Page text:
These protests show unions “still can appeal to and speak for workers who are on the fringes of the workforce — the less skilled, the part-timers and the immigrant workers,” Gary Chaison, professor of industrial relations at Clark University in Massachusetts, wrote in an email.

These still are hard times, people are happy to be employed and the political climate in the House is not conducive for an increase, he adds. “The demonstrations are street theater and the rehabilitation of the image of American unions, but it’s not going to drive new minimum wage policy,” he wrote.

Scott DeFife, executive vice president of the National Restaurant Association, calls the protests a campaign “to disparage the industry,” which he says operates on a tight profit margin. Doubling wages, he says, “would definitely have an impact on the creation of new jobs.” He says it would be especially harmful for young people, for whom the jobless rate in some communities is already in the double digits.

Some fast food companies responded to the protests by saying they respect the rights of their workers.

And some who walked out used the media spotlight to talk openly about their financial struggles.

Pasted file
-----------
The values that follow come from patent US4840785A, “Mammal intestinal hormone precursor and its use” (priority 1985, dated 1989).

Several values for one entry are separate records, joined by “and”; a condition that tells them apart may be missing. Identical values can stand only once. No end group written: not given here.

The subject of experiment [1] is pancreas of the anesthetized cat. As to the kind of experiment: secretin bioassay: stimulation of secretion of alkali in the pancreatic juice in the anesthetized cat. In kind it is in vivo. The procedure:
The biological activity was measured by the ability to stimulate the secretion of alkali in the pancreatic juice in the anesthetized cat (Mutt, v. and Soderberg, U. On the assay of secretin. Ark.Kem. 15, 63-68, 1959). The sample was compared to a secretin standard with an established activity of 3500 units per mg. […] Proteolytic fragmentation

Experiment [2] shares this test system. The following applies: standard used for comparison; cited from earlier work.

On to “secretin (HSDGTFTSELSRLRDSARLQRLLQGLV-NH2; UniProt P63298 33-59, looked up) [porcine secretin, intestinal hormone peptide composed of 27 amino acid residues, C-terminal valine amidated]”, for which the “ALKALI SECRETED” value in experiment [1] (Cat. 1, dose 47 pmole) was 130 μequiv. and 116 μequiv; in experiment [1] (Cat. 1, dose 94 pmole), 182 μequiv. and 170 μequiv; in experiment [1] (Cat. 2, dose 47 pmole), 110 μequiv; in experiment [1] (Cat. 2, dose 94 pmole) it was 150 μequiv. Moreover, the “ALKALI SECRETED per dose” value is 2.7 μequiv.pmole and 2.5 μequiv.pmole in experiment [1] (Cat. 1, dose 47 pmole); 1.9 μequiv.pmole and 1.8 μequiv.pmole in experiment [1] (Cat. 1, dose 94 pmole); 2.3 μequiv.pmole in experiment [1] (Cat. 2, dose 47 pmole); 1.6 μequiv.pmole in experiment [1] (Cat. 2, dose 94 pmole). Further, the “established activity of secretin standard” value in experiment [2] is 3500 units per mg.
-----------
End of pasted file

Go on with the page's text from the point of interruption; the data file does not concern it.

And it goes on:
Kareem Sparks, a 30-year-old father of two boys, 6 and 12, was laid off in 2011 from a $17.50-an-hour city job in New York. His unemployment benefits ran out and he turned to food pantries. Five months ago, he found work at McDonald’s.

“I’m grateful they gave me an opportunity to feed my family and put food on the table, but it’s not enough,” he says. Sparks supplements his income with a second job as a security guard, earning about $8 an hour. Together, he says, he brings home about $1,000-$1,100 every two weeks and needs food stamps to survive.

“It’s horrible to know when I pick up my (McDonalds) check, it’s going to be less than $200,” he says. “You spend all your money in one store and go to sleep broke. It’s not fair. … Some people get their checks and don’t come back to work.”